TechWhirl (TECHWR-L) is a resource for technical writing and technical communications professionals of all experience levels and in all industries to share their experiences and acquire information.
For two decades, technical communicators have turned to TechWhirl to ask and answer questions about the always-changing world of technical communications, such as tools, skills, career paths, methodologies, and emerging industries. The TechWhirl Archives and magazine, created for, by and about technical writers, offer a wealth of knowledge to everyone with an interest in any aspect of technical communications.
>>I prefer to be a Writer on an Engineering team rather than one of "n"
>>writers in a documentation department. However, from the responses to
>>this topic that I've seen, this puts me in the minority.
>The questions, "Where should I put my desk?" and "Who should decide if
>I need training, or a raise, or a promotion?" often have different answers.
I've received my biggest raises when I was part of the Engineering team.
I kind of like having an Engineering Manager review my salary. Of
course, this was after I have shown them that I do not draw the fences
around my work so that it contains only writing duties.
>It's usually a good practice for a writer to be part of a development
>team for the duration of a project, but that doesn't mean that he
>should report to an engineering manager.
Depends on the manager. I've reported to Engineering managers,
Marketing managers, and Writing managers. I've had to adapt for each
environment. The Engineering group liked a lot of specifications,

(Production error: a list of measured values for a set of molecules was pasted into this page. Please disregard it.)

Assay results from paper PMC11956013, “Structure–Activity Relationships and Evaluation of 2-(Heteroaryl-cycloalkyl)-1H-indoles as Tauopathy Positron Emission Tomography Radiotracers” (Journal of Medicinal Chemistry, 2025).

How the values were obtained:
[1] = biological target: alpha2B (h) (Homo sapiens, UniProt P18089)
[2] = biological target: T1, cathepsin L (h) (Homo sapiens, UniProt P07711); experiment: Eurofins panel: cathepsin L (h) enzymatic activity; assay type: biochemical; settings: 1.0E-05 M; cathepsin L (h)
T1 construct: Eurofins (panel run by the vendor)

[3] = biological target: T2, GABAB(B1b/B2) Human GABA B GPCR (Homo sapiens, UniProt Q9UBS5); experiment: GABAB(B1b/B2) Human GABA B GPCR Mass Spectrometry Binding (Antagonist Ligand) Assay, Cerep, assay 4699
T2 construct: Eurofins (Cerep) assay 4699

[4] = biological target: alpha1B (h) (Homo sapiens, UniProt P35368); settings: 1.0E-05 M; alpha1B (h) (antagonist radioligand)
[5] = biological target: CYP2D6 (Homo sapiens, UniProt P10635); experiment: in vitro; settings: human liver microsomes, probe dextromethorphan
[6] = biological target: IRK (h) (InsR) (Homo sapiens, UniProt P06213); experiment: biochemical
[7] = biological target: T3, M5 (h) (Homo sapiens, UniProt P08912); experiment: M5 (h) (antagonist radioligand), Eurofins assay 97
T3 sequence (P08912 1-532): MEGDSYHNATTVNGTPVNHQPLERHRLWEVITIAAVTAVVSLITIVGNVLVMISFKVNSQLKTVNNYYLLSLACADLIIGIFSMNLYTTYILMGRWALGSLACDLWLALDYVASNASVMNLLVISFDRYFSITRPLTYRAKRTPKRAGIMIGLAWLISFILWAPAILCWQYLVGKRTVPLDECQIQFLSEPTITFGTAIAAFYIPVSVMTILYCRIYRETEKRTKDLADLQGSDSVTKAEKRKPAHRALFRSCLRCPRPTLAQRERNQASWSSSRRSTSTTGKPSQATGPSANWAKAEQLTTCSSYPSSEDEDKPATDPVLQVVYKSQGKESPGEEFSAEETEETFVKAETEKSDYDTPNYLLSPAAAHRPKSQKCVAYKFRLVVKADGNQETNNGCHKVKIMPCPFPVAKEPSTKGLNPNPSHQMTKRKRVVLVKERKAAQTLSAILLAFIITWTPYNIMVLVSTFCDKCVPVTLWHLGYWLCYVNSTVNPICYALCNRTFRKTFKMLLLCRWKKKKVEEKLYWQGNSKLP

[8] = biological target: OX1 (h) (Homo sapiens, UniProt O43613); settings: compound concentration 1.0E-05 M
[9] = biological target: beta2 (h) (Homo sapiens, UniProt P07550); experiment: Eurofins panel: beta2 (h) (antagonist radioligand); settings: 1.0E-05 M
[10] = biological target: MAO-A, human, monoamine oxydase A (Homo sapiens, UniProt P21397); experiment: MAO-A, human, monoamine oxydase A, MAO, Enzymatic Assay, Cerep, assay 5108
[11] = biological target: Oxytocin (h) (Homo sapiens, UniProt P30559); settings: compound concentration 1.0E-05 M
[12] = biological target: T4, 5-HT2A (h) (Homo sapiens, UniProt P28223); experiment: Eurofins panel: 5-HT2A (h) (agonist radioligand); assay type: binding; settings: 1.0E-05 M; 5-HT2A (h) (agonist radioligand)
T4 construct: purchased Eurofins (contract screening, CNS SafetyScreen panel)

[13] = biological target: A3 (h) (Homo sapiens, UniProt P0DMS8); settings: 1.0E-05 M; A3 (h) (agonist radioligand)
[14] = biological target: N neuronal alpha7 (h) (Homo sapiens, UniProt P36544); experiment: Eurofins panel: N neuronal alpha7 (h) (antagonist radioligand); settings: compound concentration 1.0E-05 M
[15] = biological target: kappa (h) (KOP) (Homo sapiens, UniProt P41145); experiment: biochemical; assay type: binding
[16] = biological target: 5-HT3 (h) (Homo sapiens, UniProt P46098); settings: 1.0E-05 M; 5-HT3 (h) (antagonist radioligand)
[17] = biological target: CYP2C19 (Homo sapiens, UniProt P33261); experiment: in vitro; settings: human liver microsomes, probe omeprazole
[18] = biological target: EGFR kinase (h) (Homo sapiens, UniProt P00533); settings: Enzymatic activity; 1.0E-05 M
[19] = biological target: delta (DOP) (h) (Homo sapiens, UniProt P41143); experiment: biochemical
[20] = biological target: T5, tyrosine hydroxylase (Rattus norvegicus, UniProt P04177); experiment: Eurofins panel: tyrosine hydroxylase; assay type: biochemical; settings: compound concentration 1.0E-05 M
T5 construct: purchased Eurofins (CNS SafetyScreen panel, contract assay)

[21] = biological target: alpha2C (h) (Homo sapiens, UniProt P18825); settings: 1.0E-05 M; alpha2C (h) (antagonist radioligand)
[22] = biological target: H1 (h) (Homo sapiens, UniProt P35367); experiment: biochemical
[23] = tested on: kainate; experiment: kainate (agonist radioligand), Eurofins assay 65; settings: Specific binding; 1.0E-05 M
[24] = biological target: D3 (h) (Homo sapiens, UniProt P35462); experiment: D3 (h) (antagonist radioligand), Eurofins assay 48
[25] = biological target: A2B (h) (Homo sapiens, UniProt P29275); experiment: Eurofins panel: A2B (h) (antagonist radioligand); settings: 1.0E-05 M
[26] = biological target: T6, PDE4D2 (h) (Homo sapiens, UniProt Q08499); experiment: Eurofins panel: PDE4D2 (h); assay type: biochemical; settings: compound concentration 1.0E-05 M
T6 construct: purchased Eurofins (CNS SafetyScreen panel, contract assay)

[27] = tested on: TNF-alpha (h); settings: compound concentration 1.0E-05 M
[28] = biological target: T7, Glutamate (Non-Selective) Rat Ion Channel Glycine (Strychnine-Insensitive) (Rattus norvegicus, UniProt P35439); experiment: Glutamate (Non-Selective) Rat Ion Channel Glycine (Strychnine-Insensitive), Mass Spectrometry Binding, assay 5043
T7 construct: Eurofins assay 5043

detailed procedures, charts, easy access to information and so forth in
the document. They did not care much for fluff. They also seem to want
us to take a lot of things out of the document. I've often had to
respond to statements like "The customer doesn't need to know that".
The Marketing group liked a lot of graphics; lengthy, flowery
introductory text, lists; and so forth. They also liked two manuals; a
thin one that they could hand out at trade shows and send as "freebies:,
and a nice, thick, fluffy one they could plop down on the customer's
briefcase. They also like writers to "sensationalize" what they write.
How many more times do we have to use trite phrases like "leading edge",
"state-of-the-art", "top-down", "low maintenance", and so forth. When
left completely under Marketing control, an exorbitant amount of time is
spent on wording the trademarks section, positioning graphics, and
making sure the company name appears 20 times per page (and bold face).
Writing managers have always been the best at understanding the job
tasks. However, I have found it hard to talk document content with them
(IME, both Engineering and Marketing love to discuss content.) More
emphasis seems to be on department standards, document format,
editing/production schedules, and so forth.
_/ Michael Wing
_/ Principal Technical Writer
_/ Infrastructure Technical Information Development
_/ Intergraph Corporation
_/ Huntsville, Alabama
_/ (205) 730-7250
_/ mjwing -at- ingr -dot- com
TECHWR-L List Information
To send a message about technical communication to 2500+ list readers,
E-mail to TECHWR-L -at- LISTSERV -dot- OKSTATE -dot- EDU -dot- Send administrative commands
ALL other questions or problems concerning the list
should go to the listowner, Eric Ray, at ejray -at- ionet -dot- net -dot-